There is Jerry, the fun-loving friend who cannot help pursuing Jo. There is Duncan, Heather’s boyfriend, a Scotsman whose rugged charm and impressive physique Jo just cannot ignore.

And then there is Duncan’s best friend, the drop-dead gorgeous Craig, as beautiful as a Greek statue and definitely beyond Jo’s reach. It is enough for him to walk into the room to set women’s hearts on fire with desire. Of course Jo falls head over heels in love. It is just like Jo to long for the impossible.

Jane Justine

The second one that comes up in the searches is an erotica book… (the backbone of the ebook industry?!) by Jane Justine.

Writer Charlotte Harvey is researching the mysterious legend of the Highland Ruby pendant for an antiques magazine.

Her quest leads her to a remote Scottish island where the pendant’s owner—the dark and charismatic Andrew Alexander—is keen to test its powers on his guest.

Alexander has a reputation for wild, and some say perverse behaviour. In this rugged environment Charlotte discovers the truth—the hard way!

Derek Adams

Finally, my favourite one is this book by Derek Adams…

Frank cancels a trip to the beach to help his buddy Randy check out the Scottish castle he has unexpectedly inherited. The castle is a wreck, Randy is a mess and Frank is furious—until he encounters the real Laird of the Manor and indulges in a ghostly highland fling.

(I’m definitely buying that one.)

My own Highland Fling, a romcom, is now available on Kobo, Apple Books, Google Play et al, and is available for pre-order on Amazon here.

pink glitter publishing Emma Baird

The Kobo Experiment part one #amwriting

""My books are on Amazon, of course they are, but what if I stopped focussing on making Amazon the bee all and end all, and took a punt on life outside the mighty behemoth?

In the UK as in many other countries Amazon is blamed for destroying the high street and the old model of business. It’s a Darwinism type principle (only the fittest survive), but you could argue that too many regulators have moved too slowly to put the requisite checks and balances in place.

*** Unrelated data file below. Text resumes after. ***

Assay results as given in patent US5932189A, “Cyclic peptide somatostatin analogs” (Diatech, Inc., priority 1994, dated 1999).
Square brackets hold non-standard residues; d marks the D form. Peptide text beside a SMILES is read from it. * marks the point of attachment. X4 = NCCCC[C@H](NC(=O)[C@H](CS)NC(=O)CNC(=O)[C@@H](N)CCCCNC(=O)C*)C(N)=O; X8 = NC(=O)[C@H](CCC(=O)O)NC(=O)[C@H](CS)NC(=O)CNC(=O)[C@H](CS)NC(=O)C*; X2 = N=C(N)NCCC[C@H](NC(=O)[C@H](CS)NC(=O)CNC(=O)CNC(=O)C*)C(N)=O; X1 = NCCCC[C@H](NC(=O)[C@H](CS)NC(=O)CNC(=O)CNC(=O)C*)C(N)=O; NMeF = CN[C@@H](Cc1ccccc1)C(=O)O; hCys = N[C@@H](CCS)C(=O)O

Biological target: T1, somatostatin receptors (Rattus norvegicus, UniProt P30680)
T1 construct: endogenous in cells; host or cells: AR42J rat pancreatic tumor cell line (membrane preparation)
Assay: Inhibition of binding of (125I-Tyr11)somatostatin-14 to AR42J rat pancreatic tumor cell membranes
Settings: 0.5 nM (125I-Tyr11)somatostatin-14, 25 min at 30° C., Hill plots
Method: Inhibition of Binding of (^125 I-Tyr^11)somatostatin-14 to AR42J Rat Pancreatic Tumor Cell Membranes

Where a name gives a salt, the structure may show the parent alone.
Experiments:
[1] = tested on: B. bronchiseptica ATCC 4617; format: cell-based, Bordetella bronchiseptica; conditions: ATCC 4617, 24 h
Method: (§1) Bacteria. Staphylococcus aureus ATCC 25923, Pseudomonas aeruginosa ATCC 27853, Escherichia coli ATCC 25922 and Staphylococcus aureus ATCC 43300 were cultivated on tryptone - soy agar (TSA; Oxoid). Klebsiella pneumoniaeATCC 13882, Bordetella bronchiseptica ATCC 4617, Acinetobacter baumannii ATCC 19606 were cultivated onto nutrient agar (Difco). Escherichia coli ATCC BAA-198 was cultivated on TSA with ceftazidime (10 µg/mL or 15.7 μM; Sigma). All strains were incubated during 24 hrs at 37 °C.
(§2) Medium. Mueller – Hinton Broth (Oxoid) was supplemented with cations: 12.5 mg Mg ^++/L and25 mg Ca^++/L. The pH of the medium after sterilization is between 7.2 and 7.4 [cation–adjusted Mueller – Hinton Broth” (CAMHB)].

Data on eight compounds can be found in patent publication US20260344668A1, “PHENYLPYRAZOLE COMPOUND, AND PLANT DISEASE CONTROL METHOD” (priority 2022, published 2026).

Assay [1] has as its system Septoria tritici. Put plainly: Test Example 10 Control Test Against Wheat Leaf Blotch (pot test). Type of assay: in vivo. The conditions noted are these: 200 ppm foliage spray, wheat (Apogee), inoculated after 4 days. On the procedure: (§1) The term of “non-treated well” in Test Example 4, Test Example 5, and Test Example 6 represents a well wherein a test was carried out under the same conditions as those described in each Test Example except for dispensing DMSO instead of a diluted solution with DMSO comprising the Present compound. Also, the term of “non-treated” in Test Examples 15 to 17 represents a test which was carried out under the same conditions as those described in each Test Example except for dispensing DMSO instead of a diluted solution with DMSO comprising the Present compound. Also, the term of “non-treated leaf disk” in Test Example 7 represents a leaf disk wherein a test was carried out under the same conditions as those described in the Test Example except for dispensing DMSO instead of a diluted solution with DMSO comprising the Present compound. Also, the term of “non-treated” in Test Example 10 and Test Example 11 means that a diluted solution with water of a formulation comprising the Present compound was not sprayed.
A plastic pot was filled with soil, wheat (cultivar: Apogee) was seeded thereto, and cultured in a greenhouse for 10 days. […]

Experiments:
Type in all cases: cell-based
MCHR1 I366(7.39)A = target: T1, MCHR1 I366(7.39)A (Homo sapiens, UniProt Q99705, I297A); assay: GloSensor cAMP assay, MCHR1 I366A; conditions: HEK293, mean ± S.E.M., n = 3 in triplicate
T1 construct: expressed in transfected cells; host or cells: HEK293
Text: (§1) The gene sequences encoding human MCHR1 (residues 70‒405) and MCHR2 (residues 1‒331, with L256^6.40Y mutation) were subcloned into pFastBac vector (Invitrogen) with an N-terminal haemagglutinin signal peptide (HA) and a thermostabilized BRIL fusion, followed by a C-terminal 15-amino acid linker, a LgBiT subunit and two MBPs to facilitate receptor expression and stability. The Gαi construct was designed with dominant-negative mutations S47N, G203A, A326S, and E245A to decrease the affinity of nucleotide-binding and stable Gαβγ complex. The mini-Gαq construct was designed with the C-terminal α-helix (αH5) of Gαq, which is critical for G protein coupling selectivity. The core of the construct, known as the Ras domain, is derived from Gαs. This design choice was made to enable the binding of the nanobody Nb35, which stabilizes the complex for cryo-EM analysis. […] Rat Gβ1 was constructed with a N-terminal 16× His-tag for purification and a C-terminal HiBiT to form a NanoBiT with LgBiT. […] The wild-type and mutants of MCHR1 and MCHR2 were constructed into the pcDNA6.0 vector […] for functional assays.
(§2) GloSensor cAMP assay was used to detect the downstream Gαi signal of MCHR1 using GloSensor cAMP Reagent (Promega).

I use the site so moral objections come with that all-encompassing qualifier, “yes, but…” I buy from it, I sell books there and I read the reviews before I purchase things. A qualifier for the first part of that sentence—I try to sell books on Amazon.

It’s almost impossible these days without splashing out on Amazon ads, thanks to the algorithm changes they have made. Bear in mind this charge is on top of the commission Amazon takes on each sale.

Still, it is worth remembering that it’s easier to be a big fish in a smaller pond. Almost everyone agrees that if you want to sell books on Amazon, we’re now in pay to play territory. Advertise, or die; your book thrust into the seventh, eighth, ninth page of rankings. They’re the pages so few people bother with. (And dear reader, it is worth checking them out— the ranking is more to do with advertising spend than anything else).

One huge irony is that even if you make a book free (the first in a series so you can persuade people to then buy the rest of the books in that series) is you still need to advertise that book, as ‘free’ doesn’t give you the same visibility it used to.

Downloads of my books world-wide.

What if you hang out in the little ponds? My first e-reader was a Kobo. My husband, he of the intense research before you buy fame, reckoned a Kobo was a better bet than a Kindle. You could use it to get library books. I agreed. It’s lack of advertising (well, apart from books), the long battery life, the eye/head/mental health type screen are additional bonuses.

And, shock horror, Kindle and Amazon aren’t as widespread as you might think. Look beyond the US and the UK and you see a healthy e-book market that doesn’t just want the mobi. docs (Amazon only) but screams for epub files (what every other e-book reader uses).